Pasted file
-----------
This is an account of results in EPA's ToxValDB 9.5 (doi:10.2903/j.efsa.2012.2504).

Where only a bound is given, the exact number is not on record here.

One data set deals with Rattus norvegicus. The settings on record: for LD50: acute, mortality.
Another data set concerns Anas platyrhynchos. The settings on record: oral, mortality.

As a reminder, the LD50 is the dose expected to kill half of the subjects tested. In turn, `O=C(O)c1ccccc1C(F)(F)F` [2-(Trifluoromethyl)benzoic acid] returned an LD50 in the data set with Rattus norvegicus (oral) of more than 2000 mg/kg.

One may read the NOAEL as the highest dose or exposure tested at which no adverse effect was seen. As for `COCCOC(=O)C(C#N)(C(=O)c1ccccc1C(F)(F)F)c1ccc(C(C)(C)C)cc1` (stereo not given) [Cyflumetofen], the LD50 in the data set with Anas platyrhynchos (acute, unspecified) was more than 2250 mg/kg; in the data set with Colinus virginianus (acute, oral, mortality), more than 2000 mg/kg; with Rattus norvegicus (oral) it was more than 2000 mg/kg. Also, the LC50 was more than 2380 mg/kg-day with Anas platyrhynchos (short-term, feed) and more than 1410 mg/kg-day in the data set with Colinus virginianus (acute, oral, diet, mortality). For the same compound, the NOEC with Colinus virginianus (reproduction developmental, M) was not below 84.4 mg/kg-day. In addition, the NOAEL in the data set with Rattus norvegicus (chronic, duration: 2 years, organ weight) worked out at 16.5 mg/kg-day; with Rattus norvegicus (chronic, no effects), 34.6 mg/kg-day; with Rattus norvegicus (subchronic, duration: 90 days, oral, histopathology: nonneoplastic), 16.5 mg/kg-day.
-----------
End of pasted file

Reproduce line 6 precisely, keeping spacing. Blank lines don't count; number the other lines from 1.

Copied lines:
One may read the NOAEL as the highest dose or exposure tested at which no adverse effect was seen. As for `COCCOC(=O)C(C#N)(C(=O)c1ccccc1C(F)(F)F)c1ccc(C(C)(C)C)cc1` (stereo not given) [Cyflumetofen], the LD50 in the data set with Anas platyrhynchos (acute, unspecified) was more than 2250 mg/kg; in the data set with Colinus virginianus (acute, oral, mortality), more than 2000 mg/kg; with Rattus norvegicus (oral) it was more than 2000 mg/kg. Also, the LC50 was more than 2380 mg/kg-day with Anas platyrhynchos (short-term, feed) and more than 1410 mg/kg-day in the data set with Colinus virginianus (acute, oral, diet, mortality). For the same compound, the NOEC with Colinus virginianus (reproduction developmental, M) was not below 84.4 mg/kg-day. In addition, the NOAEL in the data set with Rattus norvegicus (chronic, duration: 2 years, organ weight) worked out at 16.5 mg/kg-day; with Rattus norvegicus (chronic, no effects), 34.6 mg/kg-day; with Rattus norvegicus (subchronic, duration: 90 days, oral, histopathology: nonneoplastic), 16.5 mg/kg-day.